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blinkx Boss Back From the Abyss

Dicing with failure in the high-risk technology sector can end up bringing more rewards than a safe job in financial service or academia, Cambridge graduates were told at the Silicon Valley comes To Cambridge showcase this morning.

Suranga Chandratillake, CEO of Cambridge video search engine company blinkx, said shooting for the stars with a tech play beat pushing numbers around.

While ‘rich’ was a dirty word in the UK, people shouldn’t be frightened of earning a fortune.

He inspired delegates with his own story – from the rags of redundancy to the riches of a world-leading technology company. And he said that staring into the abyss of failure actually heightened the feelgood factor when things started going well.

He said failure came as a shock after he was laid off from a US job after everything had gone right in his life up to that point. But it didn’t put him off and, after various failed start ups, he ended up at web search software company Autonomy when it was still relatively small.

Working in R & D he was exposed to how senior people ran the company and this led to him founding blinkx seven and a half years ago.

“I can’t think of any job that would give you exposure to so many things, from choosing a coffee table that looks cool, to worrying that someone might be about to sue you, to the technology itself,” he told the SVC2C event.

While there were many negative aspects – such as when a launch doesn’t work or someone else launches something similar just after you’ve launched a product – it’s always been worth it, he said.

“When you’ve stared into the abyss, when something does work it makes it much more powerful.”

He warned the audience off being lured by the rewards of the financial services sector. “Often people get pushed into academia or financial services. But there’s no opportunity to be creative with financial services – it’s just shovelling things around.

“My segment is one of the few industries in which you can be creators, come up with ideas from nothing. It’s a cool thing to do.”  Another thing that people often don’t mention is that you can also get rich, he said. “It’s very British not to mention this, but it has given me the freedom to do what I want.”

Fighting back from failure – and not being frightened to fail – also occupied the thoughts of another keynote speaker, Joi Ito CEO of Creative Commons.

Ito said that while he had been a college dropout he didn’t recommend this to everyone. He worked in many areas after dropping out of college and had a variety of companies in 10 years – all of which failed – including one set up to sell software mail order in Japan without realising how expensive postage was in Japan.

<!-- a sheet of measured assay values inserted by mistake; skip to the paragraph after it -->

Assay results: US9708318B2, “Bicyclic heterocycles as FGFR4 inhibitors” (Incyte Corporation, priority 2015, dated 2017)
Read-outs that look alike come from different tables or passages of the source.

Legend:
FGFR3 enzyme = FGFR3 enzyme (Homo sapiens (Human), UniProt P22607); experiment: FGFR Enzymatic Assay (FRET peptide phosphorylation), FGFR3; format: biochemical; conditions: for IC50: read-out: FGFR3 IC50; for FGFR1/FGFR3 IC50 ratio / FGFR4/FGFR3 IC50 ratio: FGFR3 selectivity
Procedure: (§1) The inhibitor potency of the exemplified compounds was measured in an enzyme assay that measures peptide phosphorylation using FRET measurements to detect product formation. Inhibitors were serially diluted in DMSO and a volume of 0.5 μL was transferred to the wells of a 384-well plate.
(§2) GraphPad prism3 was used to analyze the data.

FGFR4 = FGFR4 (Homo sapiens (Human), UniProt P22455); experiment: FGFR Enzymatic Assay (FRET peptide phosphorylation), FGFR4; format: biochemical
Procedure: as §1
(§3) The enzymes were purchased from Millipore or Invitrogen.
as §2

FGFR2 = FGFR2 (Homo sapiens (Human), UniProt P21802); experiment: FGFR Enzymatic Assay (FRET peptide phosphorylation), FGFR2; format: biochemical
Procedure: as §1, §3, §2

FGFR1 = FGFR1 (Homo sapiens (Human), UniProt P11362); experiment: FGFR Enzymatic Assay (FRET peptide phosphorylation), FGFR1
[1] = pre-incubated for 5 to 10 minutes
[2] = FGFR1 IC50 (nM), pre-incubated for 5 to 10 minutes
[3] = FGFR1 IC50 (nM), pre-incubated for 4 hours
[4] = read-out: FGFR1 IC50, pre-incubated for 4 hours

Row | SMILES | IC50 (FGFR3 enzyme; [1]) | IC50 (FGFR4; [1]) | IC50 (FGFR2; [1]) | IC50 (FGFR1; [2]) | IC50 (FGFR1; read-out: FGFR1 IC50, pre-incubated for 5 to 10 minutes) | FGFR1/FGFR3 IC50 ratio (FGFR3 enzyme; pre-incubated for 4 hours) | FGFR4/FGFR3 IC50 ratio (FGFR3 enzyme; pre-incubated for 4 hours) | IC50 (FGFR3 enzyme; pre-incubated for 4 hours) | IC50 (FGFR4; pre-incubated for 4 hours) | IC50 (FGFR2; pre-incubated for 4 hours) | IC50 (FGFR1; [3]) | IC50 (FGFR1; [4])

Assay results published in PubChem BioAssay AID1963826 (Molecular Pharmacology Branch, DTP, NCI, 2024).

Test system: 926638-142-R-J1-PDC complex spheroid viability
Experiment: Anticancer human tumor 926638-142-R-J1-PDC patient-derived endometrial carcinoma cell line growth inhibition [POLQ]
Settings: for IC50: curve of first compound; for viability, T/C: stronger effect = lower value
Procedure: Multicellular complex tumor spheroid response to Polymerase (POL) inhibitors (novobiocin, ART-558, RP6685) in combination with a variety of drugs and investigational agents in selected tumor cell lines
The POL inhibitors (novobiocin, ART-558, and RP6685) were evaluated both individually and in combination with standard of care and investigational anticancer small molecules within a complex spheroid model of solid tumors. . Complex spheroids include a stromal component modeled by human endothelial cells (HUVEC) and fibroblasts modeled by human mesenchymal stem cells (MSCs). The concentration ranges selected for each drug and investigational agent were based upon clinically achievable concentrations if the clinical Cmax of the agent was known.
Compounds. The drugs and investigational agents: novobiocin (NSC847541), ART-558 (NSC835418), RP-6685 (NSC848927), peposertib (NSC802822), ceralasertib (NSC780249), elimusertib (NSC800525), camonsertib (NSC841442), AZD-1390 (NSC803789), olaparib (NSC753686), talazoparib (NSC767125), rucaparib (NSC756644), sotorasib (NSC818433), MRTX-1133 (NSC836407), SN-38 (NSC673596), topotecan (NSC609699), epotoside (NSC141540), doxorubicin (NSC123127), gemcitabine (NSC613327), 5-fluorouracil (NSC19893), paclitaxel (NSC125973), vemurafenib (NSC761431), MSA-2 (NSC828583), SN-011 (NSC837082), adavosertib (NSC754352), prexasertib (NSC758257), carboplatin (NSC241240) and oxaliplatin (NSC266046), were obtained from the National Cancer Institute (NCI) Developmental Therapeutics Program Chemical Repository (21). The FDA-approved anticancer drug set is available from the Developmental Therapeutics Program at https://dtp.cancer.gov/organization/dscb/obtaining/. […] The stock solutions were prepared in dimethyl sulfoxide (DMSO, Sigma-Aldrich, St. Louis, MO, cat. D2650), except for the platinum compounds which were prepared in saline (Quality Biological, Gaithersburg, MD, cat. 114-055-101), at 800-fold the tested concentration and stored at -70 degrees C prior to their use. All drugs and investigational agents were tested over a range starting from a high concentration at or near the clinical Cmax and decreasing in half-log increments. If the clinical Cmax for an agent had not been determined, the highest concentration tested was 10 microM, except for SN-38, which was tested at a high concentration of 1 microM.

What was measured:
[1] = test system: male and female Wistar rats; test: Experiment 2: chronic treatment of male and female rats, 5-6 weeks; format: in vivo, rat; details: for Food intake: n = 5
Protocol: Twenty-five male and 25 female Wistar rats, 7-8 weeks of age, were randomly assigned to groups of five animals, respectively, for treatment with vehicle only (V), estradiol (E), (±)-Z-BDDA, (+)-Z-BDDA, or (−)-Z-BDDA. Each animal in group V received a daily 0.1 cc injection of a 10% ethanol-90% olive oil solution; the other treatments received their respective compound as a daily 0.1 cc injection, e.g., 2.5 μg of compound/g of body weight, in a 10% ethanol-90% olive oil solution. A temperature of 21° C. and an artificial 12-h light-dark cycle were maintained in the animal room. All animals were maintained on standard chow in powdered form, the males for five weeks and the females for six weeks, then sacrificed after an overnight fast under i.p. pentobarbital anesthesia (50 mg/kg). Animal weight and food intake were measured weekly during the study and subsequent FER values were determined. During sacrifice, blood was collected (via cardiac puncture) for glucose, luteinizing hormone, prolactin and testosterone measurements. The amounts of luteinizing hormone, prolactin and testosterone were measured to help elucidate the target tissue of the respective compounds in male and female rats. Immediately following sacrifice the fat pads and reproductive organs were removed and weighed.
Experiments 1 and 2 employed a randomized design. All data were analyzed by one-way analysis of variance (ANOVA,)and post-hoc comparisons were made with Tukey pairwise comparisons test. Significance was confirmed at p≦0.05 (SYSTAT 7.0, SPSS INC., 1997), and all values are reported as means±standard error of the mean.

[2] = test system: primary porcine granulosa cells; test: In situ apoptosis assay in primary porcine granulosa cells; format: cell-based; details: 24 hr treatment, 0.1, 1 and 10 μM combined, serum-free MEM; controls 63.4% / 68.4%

It was these experiences that led him to where he was today. “It’s not the right model to learn everything before you try,” he said. “You can read all the books you can about skiing but you won’t be able to do it until you try.”

The daring to try ethos was helped by the fact that the cost of innovation had gone down. “In the days before the internet, building something like Google would have cost $100m and would have been done by a phone. Now you can try things out before you have any investors and have the freedom to innovate.”

He didn’t like to use the word failure. “I’d call it discovering boundaries.” Now as an investor he always asked entrepreneurs if have they failed properly. “They are more likely to have a robust view of the world if they have,” he explained.

The third keynote speaker, Megan Smith – VP of New Business Development at Google – told delegates they should go and start a company if they wanted to but if they didn’t feel ready they should look at companies whose ideas they believed in and that had extraordinary management teams.

Google, while obviously a large company, still had opportunities for entrepreneurs. “It’s all about choosing the right companies,” she said.

Smith said she had a mechanical engineering background and had learnt the other side of the business, such as contracts, from more senior people. Her early experience had come through great high school teachers, school fundraisers and summer internships, including with IBM in California, where she was exposed to the practice of building things.

The session at the University of Cambridge Computer Laboratory was introduced by Andy Hopper, head of the Lab – of which Suranga Chandratillake is an alumnus. Prof Hopper showed the audience his ‘Hall of Fame’ featuring the names of more than 200 companies that had been set up by alumni since 1969. The Hall of Fame was first published in Business Weekly in July.